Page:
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1975 | Draft

Meeting Failure and Participant Frustration

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From conference organization for well-behaved participants
to conference organization for the satisfaction of participants

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6th International Congress on Congress Organization (Kyoto, 1975): Technical facilitation of meeting dynamics and participant interaction (Part 1).
Published in International Associations, 31, 1976, 1, pp. 34-37 [PDF version]


Introduction

This is the first of three articles based on a presentation to the session on Technical Equipment at the 6th International Congress on Congress Organization. The second article (Meeting Types: Old and New) is concerned with the types of meeting for which these remarks are particularly relevant. The third article will be concerned with specific possibilities for the technical support of improved conference dynamics.

A significant number of conferences, whether national or international, may be judged a failure or a waste of resources despite the fact that

  1. all conventional physical technical, and administrative facilities and services are used competently with the guidance of experienced personnel;
  2. the programme of the conference is well-planned and conforms to the interests and priorities of the different groups of participants;
  3. the meeting sessions and the social sessions are well-organized and efficiently run.

A frequent source of participant frustration within a well-organized meeting is the lack of adequate contact between participants in terms of their professional interests and commitments (namely other than purely social contact).

Little attention has been devoted to he technical support of contact formation and the facilitation of the associaed meeting dynamics, and specifically to :

  1. facilitating contact between participants within the conference as a whole who do not realize that they have commitments or professional interests in common;
  2. increasing the quantity and the quality of communication between individual participants and / or with the chairman or speaker during a particular meeting session. This is particularly serious when the objective of the conference is primarily the clarification of issues and the formation of consensus rather than the reporting of substantive information or the satisfaction of protocol requirements.

Conference dynamics summarized

A conference is a dynamic communication environment. It is a concentration and intensification of the pattern of ongoing interaction between participants prior to and following any particular conference. Both the organizers and participants may well meet together frequently in other conference settings on related topics. The particular communication pattern which is enhanced in a given conference by the formal meeting structure selected is a momentary distortion in the general communication pattern. It is considered necessary by the organizers in order to highlight current issues and to provide a means of supplying new information and arriving at consensus. The programme and meeting session structure represent a momentary compromise between :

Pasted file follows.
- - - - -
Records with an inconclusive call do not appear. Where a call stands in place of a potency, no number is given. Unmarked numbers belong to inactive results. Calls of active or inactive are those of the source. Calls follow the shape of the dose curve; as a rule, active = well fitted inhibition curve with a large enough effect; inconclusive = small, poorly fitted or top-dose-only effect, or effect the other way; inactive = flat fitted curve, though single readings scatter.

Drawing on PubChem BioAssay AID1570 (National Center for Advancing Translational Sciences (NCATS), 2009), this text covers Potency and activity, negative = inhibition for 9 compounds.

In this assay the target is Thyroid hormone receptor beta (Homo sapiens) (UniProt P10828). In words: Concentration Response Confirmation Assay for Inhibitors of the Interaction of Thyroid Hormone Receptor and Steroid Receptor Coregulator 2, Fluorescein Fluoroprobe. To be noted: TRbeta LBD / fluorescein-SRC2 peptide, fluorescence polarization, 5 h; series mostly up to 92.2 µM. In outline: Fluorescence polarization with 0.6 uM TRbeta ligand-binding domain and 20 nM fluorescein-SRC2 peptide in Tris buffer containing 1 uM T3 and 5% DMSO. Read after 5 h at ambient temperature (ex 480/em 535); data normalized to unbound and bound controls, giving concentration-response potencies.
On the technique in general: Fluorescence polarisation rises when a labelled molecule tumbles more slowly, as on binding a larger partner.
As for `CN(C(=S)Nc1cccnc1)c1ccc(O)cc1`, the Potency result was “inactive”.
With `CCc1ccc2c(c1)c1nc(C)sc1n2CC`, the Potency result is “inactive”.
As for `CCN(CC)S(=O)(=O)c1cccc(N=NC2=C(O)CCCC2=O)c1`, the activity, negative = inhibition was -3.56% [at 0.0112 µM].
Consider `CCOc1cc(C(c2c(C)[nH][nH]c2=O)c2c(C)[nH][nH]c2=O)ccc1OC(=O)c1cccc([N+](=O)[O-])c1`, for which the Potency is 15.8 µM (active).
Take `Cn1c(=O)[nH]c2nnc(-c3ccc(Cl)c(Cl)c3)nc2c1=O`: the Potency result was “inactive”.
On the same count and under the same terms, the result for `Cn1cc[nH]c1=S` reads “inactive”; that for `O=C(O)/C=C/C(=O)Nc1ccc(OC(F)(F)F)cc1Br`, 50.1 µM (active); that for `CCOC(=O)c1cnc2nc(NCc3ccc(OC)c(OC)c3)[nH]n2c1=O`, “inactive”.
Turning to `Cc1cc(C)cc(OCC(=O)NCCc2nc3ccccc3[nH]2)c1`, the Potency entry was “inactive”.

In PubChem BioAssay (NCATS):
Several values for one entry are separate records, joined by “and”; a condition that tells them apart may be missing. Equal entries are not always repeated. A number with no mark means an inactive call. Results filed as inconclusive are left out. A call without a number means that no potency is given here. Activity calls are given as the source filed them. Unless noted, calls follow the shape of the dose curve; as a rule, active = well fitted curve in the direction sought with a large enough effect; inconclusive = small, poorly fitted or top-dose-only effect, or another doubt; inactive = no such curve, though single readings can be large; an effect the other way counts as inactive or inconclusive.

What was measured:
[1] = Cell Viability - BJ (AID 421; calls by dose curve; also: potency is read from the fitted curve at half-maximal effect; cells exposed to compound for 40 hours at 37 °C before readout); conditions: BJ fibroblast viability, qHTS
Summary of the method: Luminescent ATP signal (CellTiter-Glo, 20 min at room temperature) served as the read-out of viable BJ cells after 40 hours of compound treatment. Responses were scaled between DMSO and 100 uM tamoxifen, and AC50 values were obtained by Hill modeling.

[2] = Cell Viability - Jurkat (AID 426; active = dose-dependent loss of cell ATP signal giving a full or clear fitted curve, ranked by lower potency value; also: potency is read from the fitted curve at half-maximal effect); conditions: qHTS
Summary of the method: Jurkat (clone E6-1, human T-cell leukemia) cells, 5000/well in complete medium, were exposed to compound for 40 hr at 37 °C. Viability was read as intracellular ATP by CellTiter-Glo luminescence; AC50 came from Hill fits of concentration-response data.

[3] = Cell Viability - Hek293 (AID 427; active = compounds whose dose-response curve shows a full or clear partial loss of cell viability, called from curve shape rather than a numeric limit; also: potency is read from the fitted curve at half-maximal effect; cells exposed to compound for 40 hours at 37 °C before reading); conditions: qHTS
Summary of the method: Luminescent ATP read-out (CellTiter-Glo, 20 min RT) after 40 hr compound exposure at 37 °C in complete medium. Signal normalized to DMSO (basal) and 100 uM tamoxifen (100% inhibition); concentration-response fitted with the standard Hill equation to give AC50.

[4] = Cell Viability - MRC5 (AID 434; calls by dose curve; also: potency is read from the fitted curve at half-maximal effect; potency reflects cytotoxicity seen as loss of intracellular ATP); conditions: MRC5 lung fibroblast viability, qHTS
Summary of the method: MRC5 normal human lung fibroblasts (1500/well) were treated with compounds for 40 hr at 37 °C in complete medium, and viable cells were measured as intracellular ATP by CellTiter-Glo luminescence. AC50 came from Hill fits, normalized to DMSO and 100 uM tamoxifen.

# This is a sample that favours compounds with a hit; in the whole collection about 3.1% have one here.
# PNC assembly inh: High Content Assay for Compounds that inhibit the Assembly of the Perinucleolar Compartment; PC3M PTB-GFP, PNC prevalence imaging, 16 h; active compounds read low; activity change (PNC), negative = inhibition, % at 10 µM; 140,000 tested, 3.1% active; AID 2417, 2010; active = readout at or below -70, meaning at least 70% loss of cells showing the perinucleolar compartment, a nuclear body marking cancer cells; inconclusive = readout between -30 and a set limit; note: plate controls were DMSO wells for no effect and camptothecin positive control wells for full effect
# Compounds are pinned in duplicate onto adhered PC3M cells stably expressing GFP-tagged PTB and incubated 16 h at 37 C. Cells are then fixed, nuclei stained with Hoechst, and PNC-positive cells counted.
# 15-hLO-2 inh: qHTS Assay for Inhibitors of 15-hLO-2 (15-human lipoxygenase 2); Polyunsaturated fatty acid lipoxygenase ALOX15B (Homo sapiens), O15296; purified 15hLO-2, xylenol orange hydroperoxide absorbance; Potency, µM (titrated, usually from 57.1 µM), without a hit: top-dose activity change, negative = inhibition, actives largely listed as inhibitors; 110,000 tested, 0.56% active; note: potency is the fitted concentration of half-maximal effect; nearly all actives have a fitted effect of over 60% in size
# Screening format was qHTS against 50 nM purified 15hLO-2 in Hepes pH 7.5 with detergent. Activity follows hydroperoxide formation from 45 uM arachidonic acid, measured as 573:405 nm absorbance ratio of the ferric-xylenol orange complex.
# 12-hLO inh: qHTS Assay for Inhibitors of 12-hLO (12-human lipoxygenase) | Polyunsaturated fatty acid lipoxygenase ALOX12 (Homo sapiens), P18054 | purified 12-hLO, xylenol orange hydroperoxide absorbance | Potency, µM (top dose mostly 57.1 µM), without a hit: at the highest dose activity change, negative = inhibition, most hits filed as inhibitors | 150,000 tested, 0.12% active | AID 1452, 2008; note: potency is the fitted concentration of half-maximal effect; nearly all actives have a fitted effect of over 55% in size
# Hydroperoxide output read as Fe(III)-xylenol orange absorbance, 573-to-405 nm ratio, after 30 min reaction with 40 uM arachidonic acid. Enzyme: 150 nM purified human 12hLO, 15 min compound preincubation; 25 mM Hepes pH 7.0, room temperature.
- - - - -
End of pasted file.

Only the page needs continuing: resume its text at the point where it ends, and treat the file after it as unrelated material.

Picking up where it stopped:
1. the organizers' understanding of what participants really want or are willing to pay to receive
  2. the organizers' understanding of what they themselves want and what participants should want
  3. the organizers' understanding of what their sponsors want
  4. and constraints of time, resources, and physical or technical facilities. However whilst many conferences are organized primarily in the light of interests perceived by the organizer, increasingly conferences must respond to a greater degree to the real needs of the participant as expressed during the conference.

Participants do not want to be only consumers of what speakers produce. Conferences are for the benefit of participants, not just for the benefit of speakers and organizing bodies. Conference participants are increasingly critical and less passive in their response to sterile meeting environments and to seemingly arbitrary imposition and manipulation of particular communication patterns during the course of a conference.

Experienced participants have a number of reasons for attending a given conference. They have their own private agendas. For them the travel expenses are in large part justified by the opportunity of meeting colleagues with similar interests with which they may (or may not yet) have long-standing working relationships. Objectives of fruitful meetings include :

  1. maximization of beneficial contact between participants with complementary interests and commitments.
  2. maximization of participant ability to -- initiate new action -- inform and involve other interested participants -- form groups and formalize group action (to the degree necessary).
  3. maximization of flexibility of programme structure informal meetings and associated meeting room allocation without disrupting the coherence of the conference as a credible setting capable of attracting key resource people and sponsors.
Extracts from a letter from a group of disenchanted conference participants